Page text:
Inferior vena cava

Last revised by Yoshi Yu on 7 Apr 2023

The inferior vena cava (IVC) (plural: inferior venae cavae) is one of the great vessels that drains venous blood from the lower limbs, pelvis and abdomen into the right atrium of the heart.

The inferior vena cava is formed by the confluence of the two common iliac veins at the L5 vertebral level. The IVC has a retroperitoneal course within the abdominal cavity. It runs along the right side of the vertebral column with the aorta lying laterally on the left. Various other veins drain into the IVC along its course before it passes through the diaphragm at the caval hiatus at the T8 level. Its intrathoracic course is very short before draining into the right atrium at the inferior cavoatrial junction

Since the IVC is not a midline structure, there is a degree of asymmetry of drainage, e.g. the gonadal and suprarenal veins drain into the IVC on the right side, but into the left renal vein on the left.

The normal IVC has a complex embryological development with many embryological veins contributing to many different parts:

  • right vitelline vein: forms suprahepatic and hepatic segments of IVC

  • right subcardinal vein: forms suprarenal segment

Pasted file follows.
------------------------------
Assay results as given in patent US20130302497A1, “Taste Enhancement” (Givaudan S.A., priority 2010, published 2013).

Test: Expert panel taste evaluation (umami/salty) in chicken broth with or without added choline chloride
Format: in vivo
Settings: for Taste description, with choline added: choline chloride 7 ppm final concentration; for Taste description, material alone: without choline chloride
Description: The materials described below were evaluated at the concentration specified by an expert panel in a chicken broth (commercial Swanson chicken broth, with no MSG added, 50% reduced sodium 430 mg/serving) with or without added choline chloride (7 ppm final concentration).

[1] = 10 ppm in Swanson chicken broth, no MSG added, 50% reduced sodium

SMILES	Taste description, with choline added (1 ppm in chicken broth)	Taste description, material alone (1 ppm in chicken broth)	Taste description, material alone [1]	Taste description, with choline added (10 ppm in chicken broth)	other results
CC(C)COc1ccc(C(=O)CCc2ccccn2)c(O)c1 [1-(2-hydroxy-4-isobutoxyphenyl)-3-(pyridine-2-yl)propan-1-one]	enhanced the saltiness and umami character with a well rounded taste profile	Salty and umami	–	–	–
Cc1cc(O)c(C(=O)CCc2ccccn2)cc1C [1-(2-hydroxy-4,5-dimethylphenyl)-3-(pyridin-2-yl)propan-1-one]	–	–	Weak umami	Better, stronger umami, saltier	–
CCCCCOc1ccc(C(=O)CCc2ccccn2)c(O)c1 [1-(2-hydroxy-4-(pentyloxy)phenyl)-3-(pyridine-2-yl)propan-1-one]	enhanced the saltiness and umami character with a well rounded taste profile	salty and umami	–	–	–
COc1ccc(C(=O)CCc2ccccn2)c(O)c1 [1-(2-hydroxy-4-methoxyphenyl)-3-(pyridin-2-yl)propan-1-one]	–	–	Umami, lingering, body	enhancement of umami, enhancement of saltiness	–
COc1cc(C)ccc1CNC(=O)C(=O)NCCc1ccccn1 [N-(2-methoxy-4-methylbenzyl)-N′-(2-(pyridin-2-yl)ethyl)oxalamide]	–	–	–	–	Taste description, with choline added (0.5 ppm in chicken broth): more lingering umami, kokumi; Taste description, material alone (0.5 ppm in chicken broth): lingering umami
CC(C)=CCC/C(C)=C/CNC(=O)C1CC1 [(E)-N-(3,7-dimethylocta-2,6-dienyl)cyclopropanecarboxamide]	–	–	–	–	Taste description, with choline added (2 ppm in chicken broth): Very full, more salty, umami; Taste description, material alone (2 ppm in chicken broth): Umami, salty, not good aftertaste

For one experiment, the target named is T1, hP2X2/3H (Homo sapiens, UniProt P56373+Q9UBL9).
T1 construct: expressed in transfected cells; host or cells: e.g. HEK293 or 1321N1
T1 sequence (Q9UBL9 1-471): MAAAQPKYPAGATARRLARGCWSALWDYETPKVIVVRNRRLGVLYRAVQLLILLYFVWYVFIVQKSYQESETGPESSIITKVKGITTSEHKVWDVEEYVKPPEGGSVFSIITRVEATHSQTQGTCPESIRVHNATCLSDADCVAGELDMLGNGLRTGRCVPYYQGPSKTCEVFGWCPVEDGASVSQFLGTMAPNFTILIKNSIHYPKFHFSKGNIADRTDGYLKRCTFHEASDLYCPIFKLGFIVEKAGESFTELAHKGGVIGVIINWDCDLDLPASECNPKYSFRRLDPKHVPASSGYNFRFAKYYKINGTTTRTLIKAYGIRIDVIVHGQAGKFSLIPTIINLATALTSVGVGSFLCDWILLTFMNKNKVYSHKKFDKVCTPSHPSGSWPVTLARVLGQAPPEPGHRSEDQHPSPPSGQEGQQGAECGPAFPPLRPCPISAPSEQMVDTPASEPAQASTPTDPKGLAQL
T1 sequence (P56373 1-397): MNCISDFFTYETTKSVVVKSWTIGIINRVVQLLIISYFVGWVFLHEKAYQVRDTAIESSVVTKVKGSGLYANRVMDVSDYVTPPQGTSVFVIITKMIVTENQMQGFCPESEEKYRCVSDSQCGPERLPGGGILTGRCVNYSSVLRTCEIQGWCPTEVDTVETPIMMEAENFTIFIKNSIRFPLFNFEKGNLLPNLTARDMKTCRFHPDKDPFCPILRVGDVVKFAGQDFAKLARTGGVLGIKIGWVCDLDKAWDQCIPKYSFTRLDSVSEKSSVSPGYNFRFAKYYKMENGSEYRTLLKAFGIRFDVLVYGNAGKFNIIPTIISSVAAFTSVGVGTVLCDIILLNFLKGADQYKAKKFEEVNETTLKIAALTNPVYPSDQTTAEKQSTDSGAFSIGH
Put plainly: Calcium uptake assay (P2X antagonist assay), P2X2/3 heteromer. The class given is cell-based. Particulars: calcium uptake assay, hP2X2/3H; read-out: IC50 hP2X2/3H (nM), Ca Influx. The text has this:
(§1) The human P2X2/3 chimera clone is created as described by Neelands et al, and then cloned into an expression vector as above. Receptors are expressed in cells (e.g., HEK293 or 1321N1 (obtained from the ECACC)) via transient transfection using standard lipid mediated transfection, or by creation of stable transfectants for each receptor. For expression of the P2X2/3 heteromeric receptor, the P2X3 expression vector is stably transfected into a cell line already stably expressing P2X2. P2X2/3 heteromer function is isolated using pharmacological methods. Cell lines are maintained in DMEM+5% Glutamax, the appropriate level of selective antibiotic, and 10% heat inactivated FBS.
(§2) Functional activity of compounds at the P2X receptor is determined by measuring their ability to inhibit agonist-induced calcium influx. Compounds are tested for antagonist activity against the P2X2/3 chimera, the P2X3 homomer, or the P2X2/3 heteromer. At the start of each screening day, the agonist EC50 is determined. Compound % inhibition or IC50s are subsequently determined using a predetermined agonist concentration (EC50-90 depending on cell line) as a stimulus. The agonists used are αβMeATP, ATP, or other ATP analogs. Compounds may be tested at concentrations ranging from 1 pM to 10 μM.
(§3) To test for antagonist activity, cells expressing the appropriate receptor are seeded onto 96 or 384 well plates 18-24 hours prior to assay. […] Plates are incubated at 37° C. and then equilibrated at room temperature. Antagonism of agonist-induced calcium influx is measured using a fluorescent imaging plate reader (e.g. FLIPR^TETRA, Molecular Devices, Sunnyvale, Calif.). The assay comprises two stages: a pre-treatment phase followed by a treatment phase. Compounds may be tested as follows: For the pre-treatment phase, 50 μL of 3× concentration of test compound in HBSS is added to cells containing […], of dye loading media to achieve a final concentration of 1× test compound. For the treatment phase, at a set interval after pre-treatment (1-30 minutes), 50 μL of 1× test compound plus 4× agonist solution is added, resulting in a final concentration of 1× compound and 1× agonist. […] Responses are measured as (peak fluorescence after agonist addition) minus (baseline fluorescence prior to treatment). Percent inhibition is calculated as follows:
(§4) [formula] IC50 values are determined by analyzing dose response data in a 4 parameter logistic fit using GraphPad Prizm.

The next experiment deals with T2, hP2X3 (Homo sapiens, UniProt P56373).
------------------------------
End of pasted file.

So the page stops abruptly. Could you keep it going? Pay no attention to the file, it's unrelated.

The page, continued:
• right subsupracardinal anastomosis: forms renal segment

  • right supracardinal vein: forms infrarenal segment

  • right posterior cardinal vein: forms distal most IVC and its bifurcation into common iliac veins

Inferior caval abnormalities are typically the result of abnormal embryologic development involving the vitelline, posterior cardinal, subcardinal and supracardinal veins 3:

Rarely a Eustachian valve at the inferior cavoatrial junction may be present. 

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Cases and figures

  • Figure 1
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  • Figure 2: caval variants
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  • Figure 3: mediastinum (Gray's illustration)
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  • Figure 4: venous development (Gray's illustrations)
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